Humor carries the day in this British import.

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PERIJEE AND ME

The shrimplike being washed up near Caitlin’s island home has surprising characteristics.

Ten-year-old, white, possibly dyslexic narrator Caitlin is a social and academic misfit. Her only friend, Frank, is a would-be fisherman enlisted to take her by boat to and from school. At home, her accomplished parents are too distracted to attend to her. A massive storm before Caitlin’s terrible last day of school results in hundreds of dead jellyfish and drops an odd creature, its white, malleable shell covered in strange symbols, into the marshes. Recognizing it as something special, Caitlin saves it from dehydration. As the creature learns to talk, it latches on to Caitlin’s explanation (perigee) of a photograph of the full moon in her astrobiologist father’s book. Unfortunately Perijee’s outsized self-defense mechanism brings about a minor apocalypse, flooding villages and towns and forcing most of the country’s population into refugee camps. Caitlin’s awkwardness is sometimes cringeworthy, but her warmhearted loyalty to Perijee makes her bravely seek to rescue him from those who want to destroy him (nearly everyone). A sinister cult of little old ladies figures in the climax, along with Frank the fisherman and another resourceful girl with a knack for thievery. Montgomery’s jam-packed narrative doesn’t slow for an instant in this exaggeratedly comic drama. While there are just a few thoughtful moments, there are several irresistibly funny ones.

Humor carries the day in this British import. (Science fiction. 8-11)

Pub Date: Sept. 13, 2016

ISBN: 978-0-399-55397-4

Page Count: 224

Publisher: Wendy Lamb/Random

Review Posted Online: June 1, 2016

Kirkus Reviews Issue: June 15, 2016

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However the compelling fitness of theme and event and the apt but unexpected imagery (the opening sentences compare the...

TUCK EVERLASTING

At a time when death has become an acceptable, even voguish subject in children's fiction, Natalie Babbitt comes through with a stylistic gem about living forever. 

Protected Winnie, the ten-year-old heroine, is not immortal, but when she comes upon young Jesse Tuck drinking from a secret spring in her parents' woods, she finds herself involved with a family who, having innocently drunk the same water some 87 years earlier, haven't aged a moment since. Though the mood is delicate, there is no lack of action, with the Tucks (previously suspected of witchcraft) now pursued for kidnapping Winnie; Mae Tuck, the middle aged mother, striking and killing a stranger who is onto their secret and would sell the water; and Winnie taking Mae's place in prison so that the Tucks can get away before she is hanged from the neck until....? Though Babbitt makes the family a sad one, most of their reasons for discontent are circumstantial and there isn't a great deal of wisdom to be gleaned from their fate or Winnie's decision not to share it. 

However the compelling fitness of theme and event and the apt but unexpected imagery (the opening sentences compare the first week in August when this takes place to "the highest seat of a Ferris wheel when it pauses in its turning") help to justify the extravagant early assertion that had the secret about to be revealed been known at the time of the action, the very earth "would have trembled on its axis like a beetle on a pin." (Fantasy. 9-11)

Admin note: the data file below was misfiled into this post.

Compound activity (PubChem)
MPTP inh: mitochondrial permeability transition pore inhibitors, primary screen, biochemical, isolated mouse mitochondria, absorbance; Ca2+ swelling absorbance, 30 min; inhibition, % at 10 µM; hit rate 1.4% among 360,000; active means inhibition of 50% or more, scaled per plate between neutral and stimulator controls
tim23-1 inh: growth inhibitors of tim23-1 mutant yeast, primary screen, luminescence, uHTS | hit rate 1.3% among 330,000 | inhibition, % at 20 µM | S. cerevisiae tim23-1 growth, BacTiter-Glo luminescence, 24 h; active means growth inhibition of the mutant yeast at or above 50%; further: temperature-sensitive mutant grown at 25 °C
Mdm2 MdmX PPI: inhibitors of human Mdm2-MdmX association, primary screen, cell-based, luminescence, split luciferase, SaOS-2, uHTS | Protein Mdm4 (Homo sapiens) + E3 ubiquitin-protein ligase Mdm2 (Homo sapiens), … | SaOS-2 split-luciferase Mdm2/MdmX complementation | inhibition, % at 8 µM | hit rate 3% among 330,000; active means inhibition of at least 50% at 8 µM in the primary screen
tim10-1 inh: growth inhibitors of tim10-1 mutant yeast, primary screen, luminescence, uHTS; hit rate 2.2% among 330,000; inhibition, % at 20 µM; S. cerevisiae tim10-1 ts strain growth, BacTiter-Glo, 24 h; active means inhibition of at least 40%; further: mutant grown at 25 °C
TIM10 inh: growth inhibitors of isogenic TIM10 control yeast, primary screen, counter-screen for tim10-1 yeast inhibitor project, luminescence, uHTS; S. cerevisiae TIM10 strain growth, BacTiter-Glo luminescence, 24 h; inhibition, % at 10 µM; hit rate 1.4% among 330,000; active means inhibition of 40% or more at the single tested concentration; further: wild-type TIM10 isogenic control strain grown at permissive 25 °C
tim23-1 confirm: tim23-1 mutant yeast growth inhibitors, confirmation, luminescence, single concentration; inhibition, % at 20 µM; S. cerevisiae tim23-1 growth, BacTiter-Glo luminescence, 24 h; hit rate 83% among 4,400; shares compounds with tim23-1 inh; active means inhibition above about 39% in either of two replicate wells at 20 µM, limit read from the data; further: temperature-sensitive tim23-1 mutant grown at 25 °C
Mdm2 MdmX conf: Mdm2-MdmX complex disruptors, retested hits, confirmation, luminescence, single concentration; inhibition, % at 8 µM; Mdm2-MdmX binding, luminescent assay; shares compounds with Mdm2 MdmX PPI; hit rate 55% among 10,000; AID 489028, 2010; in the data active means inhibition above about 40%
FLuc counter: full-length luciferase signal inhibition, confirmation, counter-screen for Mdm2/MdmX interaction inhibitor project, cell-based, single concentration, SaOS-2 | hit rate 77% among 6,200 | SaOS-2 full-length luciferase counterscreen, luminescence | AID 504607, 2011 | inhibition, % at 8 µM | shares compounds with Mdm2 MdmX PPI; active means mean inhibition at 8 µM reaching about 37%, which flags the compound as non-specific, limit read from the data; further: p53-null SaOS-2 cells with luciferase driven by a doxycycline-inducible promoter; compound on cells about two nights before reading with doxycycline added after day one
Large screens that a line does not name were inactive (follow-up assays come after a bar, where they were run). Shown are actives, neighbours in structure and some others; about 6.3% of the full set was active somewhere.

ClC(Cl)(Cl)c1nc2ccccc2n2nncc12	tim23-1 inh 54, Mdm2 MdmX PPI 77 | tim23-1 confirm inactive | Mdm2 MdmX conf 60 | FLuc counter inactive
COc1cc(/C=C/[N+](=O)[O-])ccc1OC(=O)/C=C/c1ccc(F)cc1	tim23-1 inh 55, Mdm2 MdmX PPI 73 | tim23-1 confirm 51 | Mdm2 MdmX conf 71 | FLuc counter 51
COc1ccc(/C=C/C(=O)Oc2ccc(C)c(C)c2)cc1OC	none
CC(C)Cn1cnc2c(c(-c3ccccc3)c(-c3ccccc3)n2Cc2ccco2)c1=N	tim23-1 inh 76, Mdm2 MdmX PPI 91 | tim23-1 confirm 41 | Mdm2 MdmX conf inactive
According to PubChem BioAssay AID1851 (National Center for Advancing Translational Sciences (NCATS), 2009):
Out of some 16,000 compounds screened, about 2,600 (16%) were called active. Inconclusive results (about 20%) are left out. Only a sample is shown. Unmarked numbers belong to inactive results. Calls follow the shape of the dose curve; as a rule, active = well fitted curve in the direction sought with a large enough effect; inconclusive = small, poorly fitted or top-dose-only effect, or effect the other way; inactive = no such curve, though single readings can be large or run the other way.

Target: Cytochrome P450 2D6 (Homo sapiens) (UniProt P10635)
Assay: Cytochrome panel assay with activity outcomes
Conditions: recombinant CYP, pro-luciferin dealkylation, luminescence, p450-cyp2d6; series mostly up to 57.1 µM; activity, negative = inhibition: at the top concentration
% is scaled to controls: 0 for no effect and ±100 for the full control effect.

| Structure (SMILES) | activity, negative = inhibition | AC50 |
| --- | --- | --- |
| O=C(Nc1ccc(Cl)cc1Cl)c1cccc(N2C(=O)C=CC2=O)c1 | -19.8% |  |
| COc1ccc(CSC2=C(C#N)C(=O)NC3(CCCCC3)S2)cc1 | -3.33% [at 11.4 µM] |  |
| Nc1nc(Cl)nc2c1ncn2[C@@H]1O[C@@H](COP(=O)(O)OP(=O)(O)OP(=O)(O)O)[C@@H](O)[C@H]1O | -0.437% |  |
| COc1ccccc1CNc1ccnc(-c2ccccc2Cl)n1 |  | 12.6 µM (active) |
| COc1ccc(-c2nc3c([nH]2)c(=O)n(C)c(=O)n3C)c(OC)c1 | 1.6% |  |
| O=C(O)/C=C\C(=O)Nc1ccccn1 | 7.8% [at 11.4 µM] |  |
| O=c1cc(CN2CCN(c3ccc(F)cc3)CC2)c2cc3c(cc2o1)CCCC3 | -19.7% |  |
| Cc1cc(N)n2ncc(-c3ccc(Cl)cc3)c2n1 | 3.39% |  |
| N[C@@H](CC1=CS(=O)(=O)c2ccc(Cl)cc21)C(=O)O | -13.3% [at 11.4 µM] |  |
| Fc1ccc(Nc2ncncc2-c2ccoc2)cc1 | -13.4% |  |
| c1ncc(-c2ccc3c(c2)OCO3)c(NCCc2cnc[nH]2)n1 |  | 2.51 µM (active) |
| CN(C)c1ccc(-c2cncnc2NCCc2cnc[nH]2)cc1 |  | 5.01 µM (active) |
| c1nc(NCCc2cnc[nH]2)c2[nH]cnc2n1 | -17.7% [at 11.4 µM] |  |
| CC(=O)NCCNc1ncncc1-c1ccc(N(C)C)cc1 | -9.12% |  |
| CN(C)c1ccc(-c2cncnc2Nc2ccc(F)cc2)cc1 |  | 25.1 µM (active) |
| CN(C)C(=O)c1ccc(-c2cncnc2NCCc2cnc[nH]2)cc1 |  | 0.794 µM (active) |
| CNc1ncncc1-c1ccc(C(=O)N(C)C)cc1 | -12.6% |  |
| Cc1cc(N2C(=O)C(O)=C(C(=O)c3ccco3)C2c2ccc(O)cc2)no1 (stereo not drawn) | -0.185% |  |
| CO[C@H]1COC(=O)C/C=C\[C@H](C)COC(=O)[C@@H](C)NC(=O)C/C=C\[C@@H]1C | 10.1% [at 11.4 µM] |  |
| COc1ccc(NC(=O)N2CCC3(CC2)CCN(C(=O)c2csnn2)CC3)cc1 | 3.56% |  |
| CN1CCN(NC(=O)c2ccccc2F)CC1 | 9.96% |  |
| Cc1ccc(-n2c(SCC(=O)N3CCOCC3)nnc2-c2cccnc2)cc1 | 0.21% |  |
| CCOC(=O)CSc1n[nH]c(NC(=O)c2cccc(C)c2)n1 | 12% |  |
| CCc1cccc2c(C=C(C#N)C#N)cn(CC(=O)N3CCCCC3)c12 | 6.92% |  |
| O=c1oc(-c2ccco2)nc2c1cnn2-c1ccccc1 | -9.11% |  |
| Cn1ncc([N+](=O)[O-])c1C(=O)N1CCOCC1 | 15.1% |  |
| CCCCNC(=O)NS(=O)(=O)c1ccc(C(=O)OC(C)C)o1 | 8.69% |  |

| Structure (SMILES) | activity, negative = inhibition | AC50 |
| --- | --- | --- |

Pub Date: Nov. 1, 1975

ISBN: 0312369816

Page Count: 164

Publisher: Farrar, Straus and Giroux

Review Posted Online: April 13, 2012

Kirkus Reviews Issue: Nov. 1, 1975

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This kid-friendly satire ably sets claws into a certain real-life franchise.

BAD KITTY GOES ON VACATION

From the Bad Kitty (chapter book) series

A trip to the Love Love Angel Kitty World theme park (“The Most Super Incredibly Happy Place on Earth!”) turns out to be an exercise in lowered expectations…to say the least.

When Uncle Murray wins a pair of free passes it seems at first like a dream come true—at least for Kitty, whose collection of Love Love Kitty merch ranges from branded underwear to a pink chainsaw. But the whole trip turns into a series of crises beginning with the (as it turns out) insuperable challenge of getting a cat onto an airplane, followed by the twin discoveries that the hotel room doesn’t come with a litter box and that the park doesn’t allow cats. Even kindhearted Uncle Murray finds his patience, not to say sanity, tested by extreme sticker shock in the park’s gift shop and repeated exposures to Kitty World’s literally nauseating theme song (notation included). He is not happy. Fortunately, the whole cloying enterprise being a fiendish plot to make people so sick of cats that they’ll pick poultry as favorite pets instead, the revelation of Kitty’s feline identity puts the all-chicken staff to flight and leaves the financial coffers plucked. Uncle Murray’s White, dumpy, middle-aged figure is virtually the only human one among an otherwise all-animal cast in Bruel’s big, rapidly sequenced, and properly comical cartoon panels.

This kid-friendly satire ably sets claws into a certain real-life franchise. (Graphic satire. 8-11)

Pub Date: Dec. 29, 2020

ISBN: 978-1-250-20808-8

Page Count: 160

Publisher: Roaring Brook

Review Posted Online: Sept. 29, 2020

Kirkus Reviews Issue: Oct. 15, 2020

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